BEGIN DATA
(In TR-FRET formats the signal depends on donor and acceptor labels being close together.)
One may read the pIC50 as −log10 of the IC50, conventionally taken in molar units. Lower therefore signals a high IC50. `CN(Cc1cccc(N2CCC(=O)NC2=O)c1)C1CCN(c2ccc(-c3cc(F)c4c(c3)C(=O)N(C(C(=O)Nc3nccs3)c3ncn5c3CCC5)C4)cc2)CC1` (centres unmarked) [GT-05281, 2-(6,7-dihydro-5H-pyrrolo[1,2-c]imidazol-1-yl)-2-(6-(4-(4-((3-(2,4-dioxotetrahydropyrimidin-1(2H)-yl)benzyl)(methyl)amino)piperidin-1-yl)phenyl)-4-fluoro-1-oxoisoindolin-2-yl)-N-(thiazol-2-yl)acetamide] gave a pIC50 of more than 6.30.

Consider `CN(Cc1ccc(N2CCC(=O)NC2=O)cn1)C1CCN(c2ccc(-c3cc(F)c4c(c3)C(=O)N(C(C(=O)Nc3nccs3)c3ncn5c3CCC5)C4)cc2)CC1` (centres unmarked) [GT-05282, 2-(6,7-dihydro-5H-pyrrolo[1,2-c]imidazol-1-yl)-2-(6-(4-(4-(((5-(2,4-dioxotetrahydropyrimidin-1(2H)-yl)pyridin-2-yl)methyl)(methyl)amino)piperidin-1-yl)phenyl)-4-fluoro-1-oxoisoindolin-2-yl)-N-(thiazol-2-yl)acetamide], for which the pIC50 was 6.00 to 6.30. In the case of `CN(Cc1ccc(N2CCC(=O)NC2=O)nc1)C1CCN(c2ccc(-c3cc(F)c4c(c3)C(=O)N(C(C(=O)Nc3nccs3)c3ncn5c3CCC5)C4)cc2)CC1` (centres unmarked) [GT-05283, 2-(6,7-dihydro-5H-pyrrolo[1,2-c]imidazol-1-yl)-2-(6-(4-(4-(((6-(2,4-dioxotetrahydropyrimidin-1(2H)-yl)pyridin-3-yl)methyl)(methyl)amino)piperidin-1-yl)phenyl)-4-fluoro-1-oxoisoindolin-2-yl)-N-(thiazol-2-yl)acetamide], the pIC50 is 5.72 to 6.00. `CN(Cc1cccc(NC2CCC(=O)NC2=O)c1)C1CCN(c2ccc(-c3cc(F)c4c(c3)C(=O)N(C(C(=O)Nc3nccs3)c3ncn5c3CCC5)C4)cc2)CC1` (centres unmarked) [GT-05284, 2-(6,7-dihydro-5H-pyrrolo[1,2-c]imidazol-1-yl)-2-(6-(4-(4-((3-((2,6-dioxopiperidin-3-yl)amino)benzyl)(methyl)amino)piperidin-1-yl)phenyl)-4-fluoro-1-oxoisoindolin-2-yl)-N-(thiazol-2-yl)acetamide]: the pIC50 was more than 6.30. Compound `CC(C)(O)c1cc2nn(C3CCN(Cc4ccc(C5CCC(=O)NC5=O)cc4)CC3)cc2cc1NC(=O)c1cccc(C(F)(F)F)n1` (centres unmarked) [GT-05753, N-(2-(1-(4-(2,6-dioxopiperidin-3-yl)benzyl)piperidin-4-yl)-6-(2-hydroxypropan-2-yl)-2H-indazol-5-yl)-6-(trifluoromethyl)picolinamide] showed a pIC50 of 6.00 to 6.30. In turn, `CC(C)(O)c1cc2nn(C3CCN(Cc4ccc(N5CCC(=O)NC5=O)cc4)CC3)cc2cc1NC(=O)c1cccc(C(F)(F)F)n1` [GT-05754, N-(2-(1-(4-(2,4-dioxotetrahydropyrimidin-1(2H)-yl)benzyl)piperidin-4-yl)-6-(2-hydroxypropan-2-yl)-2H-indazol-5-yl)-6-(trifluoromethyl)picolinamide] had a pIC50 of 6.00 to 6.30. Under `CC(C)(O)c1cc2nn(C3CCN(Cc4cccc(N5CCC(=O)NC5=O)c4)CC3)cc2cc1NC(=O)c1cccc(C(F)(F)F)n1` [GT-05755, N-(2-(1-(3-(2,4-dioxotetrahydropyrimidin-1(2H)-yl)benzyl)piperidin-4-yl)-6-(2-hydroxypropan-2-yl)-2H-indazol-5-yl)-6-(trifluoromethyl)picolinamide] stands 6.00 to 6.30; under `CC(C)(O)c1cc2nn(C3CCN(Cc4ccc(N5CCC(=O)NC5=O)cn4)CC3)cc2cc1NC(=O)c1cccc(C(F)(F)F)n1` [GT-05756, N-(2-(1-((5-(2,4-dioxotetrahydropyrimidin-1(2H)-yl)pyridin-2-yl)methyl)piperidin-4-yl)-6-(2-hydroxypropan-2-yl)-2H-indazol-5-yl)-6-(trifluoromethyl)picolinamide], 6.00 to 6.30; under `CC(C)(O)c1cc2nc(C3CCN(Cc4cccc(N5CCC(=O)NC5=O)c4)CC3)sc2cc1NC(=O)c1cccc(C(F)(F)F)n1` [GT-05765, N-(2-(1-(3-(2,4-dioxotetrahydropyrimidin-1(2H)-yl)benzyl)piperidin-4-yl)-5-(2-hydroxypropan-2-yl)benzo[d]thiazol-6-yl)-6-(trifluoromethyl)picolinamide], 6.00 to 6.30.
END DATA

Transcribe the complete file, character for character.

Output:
(In TR-FRET formats the signal depends on donor and acceptor labels being close together.)
One may read the pIC50 as −log10 of the IC50, conventionally taken in molar units. Lower therefore signals a high IC50. `CN(Cc1cccc(N2CCC(=O)NC2=O)c1)C1CCN(c2ccc(-c3cc(F)c4c(c3)C(=O)N(C(C(=O)Nc3nccs3)c3ncn5c3CCC5)C4)cc2)CC1` (centres unmarked) [GT-05281, 2-(6,7-dihydro-5H-pyrrolo[1,2-c]imidazol-1-yl)-2-(6-(4-(4-((3-(2,4-dioxotetrahydropyrimidin-1(2H)-yl)benzyl)(methyl)amino)piperidin-1-yl)phenyl)-4-fluoro-1-oxoisoindolin-2-yl)-N-(thiazol-2-yl)acetamide] gave a pIC50 of more than 6.30.

Consider `CN(Cc1ccc(N2CCC(=O)NC2=O)cn1)C1CCN(c2ccc(-c3cc(F)c4c(c3)C(=O)N(C(C(=O)Nc3nccs3)c3ncn5c3CCC5)C4)cc2)CC1` (centres unmarked) [GT-05282, 2-(6,7-dihydro-5H-pyrrolo[1,2-c]imidazol-1-yl)-2-(6-(4-(4-(((5-(2,4-dioxotetrahydropyrimidin-1(2H)-yl)pyridin-2-yl)methyl)(methyl)amino)piperidin-1-yl)phenyl)-4-fluoro-1-oxoisoindolin-2-yl)-N-(thiazol-2-yl)acetamide], for which the pIC50 was 6.00 to 6.30. In the case of `CN(Cc1ccc(N2CCC(=O)NC2=O)nc1)C1CCN(c2ccc(-c3cc(F)c4c(c3)C(=O)N(C(C(=O)Nc3nccs3)c3ncn5c3CCC5)C4)cc2)CC1` (centres unmarked) [GT-05283, 2-(6,7-dihydro-5H-pyrrolo[1,2-c]imidazol-1-yl)-2-(6-(4-(4-(((6-(2,4-dioxotetrahydropyrimidin-1(2H)-yl)pyridin-3-yl)methyl)(methyl)amino)piperidin-1-yl)phenyl)-4-fluoro-1-oxoisoindolin-2-yl)-N-(thiazol-2-yl)acetamide], the pIC50 is 5.72 to 6.00. `CN(Cc1cccc(NC2CCC(=O)NC2=O)c1)C1CCN(c2ccc(-c3cc(F)c4c(c3)C(=O)N(C(C(=O)Nc3nccs3)c3ncn5c3CCC5)C4)cc2)CC1` (centres unmarked) [GT-05284, 2-(6,7-dihydro-5H-pyrrolo[1,2-c]imidazol-1-yl)-2-(6-(4-(4-((3-((2,6-dioxopiperidin-3-yl)amino)benzyl)(methyl)amino)piperidin-1-yl)phenyl)-4-fluoro-1-oxoisoindolin-2-yl)-N-(thiazol-2-yl)acetamide]: the pIC50 was more than 6.30. Compound `CC(C)(O)c1cc2nn(C3CCN(Cc4ccc(C5CCC(=O)NC5=O)cc4)CC3)cc2cc1NC(=O)c1cccc(C(F)(F)F)n1` (centres unmarked) [GT-05753, N-(2-(1-(4-(2,6-dioxopiperidin-3-yl)benzyl)piperidin-4-yl)-6-(2-hydroxypropan-2-yl)-2H-indazol-5-yl)-6-(trifluoromethyl)picolinamide] showed a pIC50 of 6.00 to 6.30. In turn, `CC(C)(O)c1cc2nn(C3CCN(Cc4ccc(N5CCC(=O)NC5=O)cc4)CC3)cc2cc1NC(=O)c1cccc(C(F)(F)F)n1` [GT-05754, N-(2-(1-(4-(2,4-dioxotetrahydropyrimidin-1(2H)-yl)benzyl)piperidin-4-yl)-6-(2-hydroxypropan-2-yl)-2H-indazol-5-yl)-6-(trifluoromethyl)picolinamide] had a pIC50 of 6.00 to 6.30. Under `CC(C)(O)c1cc2nn(C3CCN(Cc4cccc(N5CCC(=O)NC5=O)c4)CC3)cc2cc1NC(=O)c1cccc(C(F)(F)F)n1` [GT-05755, N-(2-(1-(3-(2,4-dioxotetrahydropyrimidin-1(2H)-yl)benzyl)piperidin-4-yl)-6-(2-hydroxypropan-2-yl)-2H-indazol-5-yl)-6-(trifluoromethyl)picolinamide] stands 6.00 to 6.30; under `CC(C)(O)c1cc2nn(C3CCN(Cc4ccc(N5CCC(=O)NC5=O)cn4)CC3)cc2cc1NC(=O)c1cccc(C(F)(F)F)n1` [GT-05756, N-(2-(1-((5-(2,4-dioxotetrahydropyrimidin-1(2H)-yl)pyridin-2-yl)methyl)piperidin-4-yl)-6-(2-hydroxypropan-2-yl)-2H-indazol-5-yl)-6-(trifluoromethyl)picolinamide], 6.00 to 6.30; under `CC(C)(O)c1cc2nc(C3CCN(Cc4cccc(N5CCC(=O)NC5=O)c4)CC3)sc2cc1NC(=O)c1cccc(C(F)(F)F)n1` [GT-05765, N-(2-(1-(3-(2,4-dioxotetrahydropyrimidin-1(2H)-yl)benzyl)piperidin-4-yl)-5-(2-hydroxypropan-2-yl)benzo[d]thiazol-6-yl)-6-(trifluoromethyl)picolinamide], 6.00 to 6.30.